Connecting with the ‘unreached’ population in India

Revathy Rugmini

We want to ensure disabled people can live as independent lives as they choose. Revathy Rugmini, our Regional Representative in South Asia, talks about some of our recent initiatives.

An Indian woman in a wheelchair sits at a computer desk

Improving access to resources

Job hunting can be a daunting process. And with an increased focus in digital technology – mainly due to the Covid-19 pandemic – knowing where to search for jobs online can be intimidating. That’s why we’ve worked with the Digital Empowerment Foundation in India. Together we’ve launched a Virtual Livelihoods Resource Centre (VLRC). 

The new platform aims to offer people with disabilities a central hub to access information and potential prospects. This will eventually help lead to improved job opportunities. With the Digital Empowerment Foundation, we want to connect with the unreached population. Together, we are aiming to help reach 50,000 people in one year.

What a VLRC is?

The VLRC is accessible in many different ways. People can access it online or by phoning a toll-free number for support. They can also have conversations with the support team over WhatsApp. There are over 600 providers available for help and support on the VLRC. And it also has links with some recruitment sites.

This gives people with disabilities an opportunity to ask crucial questions. As well as access a range of information. The goal is to help them on a pathway towards waged employment or self-employment. Within a short span of three months, we have already reached out to 5,000 people with disabilities. This reflects two key things: there is a demand for these services, and these services need to be real-time. 

But the VLRC doesn’t just host information about job opportunities or skills workshops. It also holds lots of other valuable information to help disabled people live, learn and earn:

  • Relevant government information.
  • Employment and education schemes.
  • Information on social entitlements for disabled people.
  • Services for helping to find assistive technology devices, as well as technical maintenance and support.

We’re looking forward to seeing how people will make the most of the VLRC over the next year. 

Virtual stepping stones into employment

The VLRC wasn’t the only thing to go online last year. Covid-19 pandemic has created many challenges across the globe. And sadly, people with disabilities have been disproportionately affected. Many have lost their jobs and livelihoods. And access to employment remains a considerable challenge.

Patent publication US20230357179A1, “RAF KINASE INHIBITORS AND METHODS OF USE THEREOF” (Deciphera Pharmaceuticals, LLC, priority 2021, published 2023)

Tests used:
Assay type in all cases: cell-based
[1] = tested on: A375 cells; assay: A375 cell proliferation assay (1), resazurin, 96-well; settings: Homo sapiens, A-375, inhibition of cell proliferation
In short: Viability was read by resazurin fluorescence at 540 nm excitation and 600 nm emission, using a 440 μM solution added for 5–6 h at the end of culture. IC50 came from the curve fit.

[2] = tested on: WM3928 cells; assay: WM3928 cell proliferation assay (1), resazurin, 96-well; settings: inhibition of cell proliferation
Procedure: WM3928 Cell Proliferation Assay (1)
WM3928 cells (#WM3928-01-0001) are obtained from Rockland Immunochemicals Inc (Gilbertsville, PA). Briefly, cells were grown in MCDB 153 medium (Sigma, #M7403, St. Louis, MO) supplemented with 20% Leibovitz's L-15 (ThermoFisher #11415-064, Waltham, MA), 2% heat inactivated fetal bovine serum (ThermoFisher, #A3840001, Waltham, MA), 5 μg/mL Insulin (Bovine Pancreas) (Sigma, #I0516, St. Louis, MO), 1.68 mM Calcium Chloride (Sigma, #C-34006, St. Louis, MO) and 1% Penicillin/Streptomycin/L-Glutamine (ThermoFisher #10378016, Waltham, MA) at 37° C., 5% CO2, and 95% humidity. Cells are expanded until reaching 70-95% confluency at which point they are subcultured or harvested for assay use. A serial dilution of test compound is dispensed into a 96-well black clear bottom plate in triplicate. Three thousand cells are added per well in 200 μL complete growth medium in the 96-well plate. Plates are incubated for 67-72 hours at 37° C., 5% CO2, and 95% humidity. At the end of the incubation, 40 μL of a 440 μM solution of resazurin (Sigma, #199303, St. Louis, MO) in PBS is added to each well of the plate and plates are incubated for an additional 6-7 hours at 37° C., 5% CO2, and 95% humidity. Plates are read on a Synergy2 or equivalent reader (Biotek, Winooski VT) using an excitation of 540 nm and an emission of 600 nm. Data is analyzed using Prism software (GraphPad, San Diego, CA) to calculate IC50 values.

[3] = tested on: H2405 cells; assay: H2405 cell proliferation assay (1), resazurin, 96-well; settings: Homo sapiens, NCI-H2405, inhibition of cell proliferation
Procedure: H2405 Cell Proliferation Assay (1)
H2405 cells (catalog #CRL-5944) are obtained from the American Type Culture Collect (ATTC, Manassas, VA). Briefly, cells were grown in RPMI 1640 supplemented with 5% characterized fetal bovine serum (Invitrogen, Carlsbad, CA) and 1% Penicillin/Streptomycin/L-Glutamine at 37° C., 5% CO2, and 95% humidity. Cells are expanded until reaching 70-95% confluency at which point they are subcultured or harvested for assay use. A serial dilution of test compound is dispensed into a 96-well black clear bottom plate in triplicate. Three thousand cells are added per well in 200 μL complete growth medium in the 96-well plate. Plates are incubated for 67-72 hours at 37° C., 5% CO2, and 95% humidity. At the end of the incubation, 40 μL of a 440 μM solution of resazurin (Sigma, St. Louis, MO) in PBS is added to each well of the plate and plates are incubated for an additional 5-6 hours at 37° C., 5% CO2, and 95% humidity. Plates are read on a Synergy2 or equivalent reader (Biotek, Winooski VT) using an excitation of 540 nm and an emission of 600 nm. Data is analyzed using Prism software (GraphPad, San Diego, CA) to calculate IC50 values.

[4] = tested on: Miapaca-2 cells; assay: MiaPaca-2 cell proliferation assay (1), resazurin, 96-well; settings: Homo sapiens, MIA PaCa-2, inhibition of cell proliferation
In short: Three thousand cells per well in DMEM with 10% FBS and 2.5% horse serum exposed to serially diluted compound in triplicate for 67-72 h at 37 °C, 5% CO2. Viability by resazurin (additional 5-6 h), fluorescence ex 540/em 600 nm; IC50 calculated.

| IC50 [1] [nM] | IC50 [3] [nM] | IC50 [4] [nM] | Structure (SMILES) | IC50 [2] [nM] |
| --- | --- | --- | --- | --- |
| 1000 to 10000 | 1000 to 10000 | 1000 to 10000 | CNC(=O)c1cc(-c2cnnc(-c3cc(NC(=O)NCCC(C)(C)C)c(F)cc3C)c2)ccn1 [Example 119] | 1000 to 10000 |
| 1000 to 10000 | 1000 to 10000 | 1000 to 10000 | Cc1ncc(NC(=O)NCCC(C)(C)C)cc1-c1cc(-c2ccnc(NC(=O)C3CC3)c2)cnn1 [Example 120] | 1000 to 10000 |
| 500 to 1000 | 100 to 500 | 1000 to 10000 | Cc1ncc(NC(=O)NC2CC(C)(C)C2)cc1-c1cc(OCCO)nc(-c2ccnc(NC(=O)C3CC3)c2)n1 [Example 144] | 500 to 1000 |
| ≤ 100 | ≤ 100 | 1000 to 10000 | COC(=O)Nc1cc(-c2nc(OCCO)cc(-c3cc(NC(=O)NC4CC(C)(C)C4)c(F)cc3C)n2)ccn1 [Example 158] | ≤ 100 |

So, we had to think of a way to make sure we could still connect to them. And work together to overcome some of these obstacles. That’s why we took our Virtual Apprenticeship Fair in Gujarat, India, online. After all, virtual is the new normal! And technology has allowed us to stay connected while lockdowns have kept us firmly at home. 

Our virtual fair

The virtual fair took place in December on the one-year anniversary of the launch of Inclusion 100. Inclusion 100 was inspired by our flagship Change 100 programme in the UK. It aims to support over 1,000 people with disabilities in India to access apprenticeship opportunities. Internships and apprenticeships are a great way to connect people to the world of work. They can help people access jobs and also make way for progression in the company.

So, our three-day virtual event aimed to connect people with disabilities with potential employers. We collaborated with partners and government organisations in India. Organisations who specialise in skills development, employment and training. Together we created awareness, mobilised candidates and linked them with employers. 

During the event candidates shared their CVs, searched, applied and interviewed for apprenticeships. And this was all done directly on their phones, tablets or computers from the comfort of their homes! This was great not only for the 760 candidates but also for 56 potential employers! They were able to access a whole new pool of talent.

The virtual nature of the event was a new experience for candidates. Many gave feedback that they would attend more events like this. Mainly because online events mean location isn’t an obstacle! 

We are looking forward to continuing our work with our partners in India to create a world of work that is disability-inclusive.